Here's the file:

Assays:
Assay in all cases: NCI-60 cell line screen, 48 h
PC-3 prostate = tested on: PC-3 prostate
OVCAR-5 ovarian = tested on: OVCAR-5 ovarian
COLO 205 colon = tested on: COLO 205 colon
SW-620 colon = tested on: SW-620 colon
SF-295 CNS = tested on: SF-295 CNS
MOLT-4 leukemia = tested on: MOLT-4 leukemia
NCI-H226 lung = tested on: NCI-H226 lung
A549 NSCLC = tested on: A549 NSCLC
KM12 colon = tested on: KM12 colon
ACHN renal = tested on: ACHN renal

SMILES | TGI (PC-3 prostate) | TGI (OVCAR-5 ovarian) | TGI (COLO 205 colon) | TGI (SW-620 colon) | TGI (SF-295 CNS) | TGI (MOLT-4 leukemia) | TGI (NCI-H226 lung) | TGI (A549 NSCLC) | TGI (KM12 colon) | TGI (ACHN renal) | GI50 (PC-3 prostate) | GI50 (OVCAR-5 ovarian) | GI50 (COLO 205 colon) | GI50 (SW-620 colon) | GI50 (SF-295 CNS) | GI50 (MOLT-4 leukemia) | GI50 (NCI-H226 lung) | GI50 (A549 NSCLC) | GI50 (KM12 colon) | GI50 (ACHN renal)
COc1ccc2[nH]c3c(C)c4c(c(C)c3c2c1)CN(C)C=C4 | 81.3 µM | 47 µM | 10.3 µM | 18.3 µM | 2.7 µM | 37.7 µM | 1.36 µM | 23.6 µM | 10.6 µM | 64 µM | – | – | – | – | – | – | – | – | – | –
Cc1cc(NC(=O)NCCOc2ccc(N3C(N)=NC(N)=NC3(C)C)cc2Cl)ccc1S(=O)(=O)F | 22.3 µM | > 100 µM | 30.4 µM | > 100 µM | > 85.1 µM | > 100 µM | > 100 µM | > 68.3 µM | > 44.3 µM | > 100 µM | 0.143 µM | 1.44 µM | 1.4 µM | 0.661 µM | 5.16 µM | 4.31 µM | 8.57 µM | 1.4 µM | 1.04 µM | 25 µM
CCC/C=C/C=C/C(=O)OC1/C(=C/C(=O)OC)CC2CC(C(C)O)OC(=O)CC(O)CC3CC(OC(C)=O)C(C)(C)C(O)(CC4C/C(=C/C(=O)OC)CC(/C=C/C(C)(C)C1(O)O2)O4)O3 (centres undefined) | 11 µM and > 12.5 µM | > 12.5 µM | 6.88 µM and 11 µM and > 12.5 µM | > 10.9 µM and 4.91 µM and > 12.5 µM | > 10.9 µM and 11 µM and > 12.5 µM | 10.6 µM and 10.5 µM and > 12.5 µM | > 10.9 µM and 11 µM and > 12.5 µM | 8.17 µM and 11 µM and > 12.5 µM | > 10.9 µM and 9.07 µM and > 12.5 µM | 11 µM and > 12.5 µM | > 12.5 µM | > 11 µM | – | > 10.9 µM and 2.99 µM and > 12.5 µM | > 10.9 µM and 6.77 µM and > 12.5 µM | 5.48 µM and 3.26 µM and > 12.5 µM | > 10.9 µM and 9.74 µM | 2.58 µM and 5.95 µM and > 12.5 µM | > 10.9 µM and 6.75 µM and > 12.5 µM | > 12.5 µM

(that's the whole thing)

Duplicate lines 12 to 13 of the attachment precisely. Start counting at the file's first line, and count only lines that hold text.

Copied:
ACHN renal = tested on: ACHN renal

SMILES | TGI (PC-3 prostate) | TGI (OVCAR-5 ovarian) | TGI (COLO 205 colon) | TGI (SW-620 colon) | TGI (SF-295 CNS) | TGI (MOLT-4 leukemia) | TGI (NCI-H226 lung) | TGI (A549 NSCLC) | TGI (KM12 colon) | TGI (ACHN renal) | GI50 (PC-3 prostate) | GI50 (OVCAR-5 ovarian) | GI50 (COLO 205 colon) | GI50 (SW-620 colon) | GI50 (SF-295 CNS) | GI50 (MOLT-4 leukemia) | GI50 (NCI-H226 lung) | GI50 (A549 NSCLC) | GI50 (KM12 colon) | GI50 (ACHN renal)